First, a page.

For decades now, the largely informal group has been a way of supporting each other, clergy and laity, as friends and neighbors, and out of that has grown joint activity, such as our community-wide Thanksgiving, Blue Christmas, and Martin Luther King services or overnight shelter for the homeless in the depth of winter or recognition of challenges we face as congregations. It’s one of the things I will especially miss in moving from Dover.

“We need to think carefully about how we come out of Covid,” the Congregational pastor mused. “We need to give it the same attention we did going into the restrictions.”

We still haven’t had the conversation. Maybe we will on our next agenda. But she’s right. Our new normal won’t be the same as the old.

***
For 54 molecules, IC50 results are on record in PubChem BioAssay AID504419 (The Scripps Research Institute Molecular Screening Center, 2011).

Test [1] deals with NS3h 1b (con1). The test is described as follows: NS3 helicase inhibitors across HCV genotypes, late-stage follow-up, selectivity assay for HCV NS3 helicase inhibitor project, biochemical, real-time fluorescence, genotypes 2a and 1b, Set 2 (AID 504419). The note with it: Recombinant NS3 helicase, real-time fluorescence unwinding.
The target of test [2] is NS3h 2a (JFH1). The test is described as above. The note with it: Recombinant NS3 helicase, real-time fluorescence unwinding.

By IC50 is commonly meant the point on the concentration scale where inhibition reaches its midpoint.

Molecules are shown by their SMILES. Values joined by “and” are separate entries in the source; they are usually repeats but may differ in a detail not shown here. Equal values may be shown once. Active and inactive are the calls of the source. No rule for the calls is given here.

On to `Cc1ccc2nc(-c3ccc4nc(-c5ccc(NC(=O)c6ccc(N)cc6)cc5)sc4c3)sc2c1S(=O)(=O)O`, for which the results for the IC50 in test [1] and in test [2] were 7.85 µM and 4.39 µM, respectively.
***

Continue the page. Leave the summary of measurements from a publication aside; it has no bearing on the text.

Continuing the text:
I’ve been hoping that when the restrictions are lifted and we’re all immunized, we’ll be hungry to be back in public get-togethers more than ever, including worship. But there’s also the reality that we’ve fallen out of social habits and may cling to our newer stay-at-home routines. There’s a recognition that for some, continuing the online connections may be beneficial – for invalids or people living at a distance, especially. In addition, a Zoom session can be more convenient than driving hours to a committee meeting, as we’re finding, though it also has drawbacks.

As organizations, we appear to have kept a loyal core but also seen, I sense, newer participants drift away. Can we find ways to lure them back or attract others once we’re “open again”?

~*~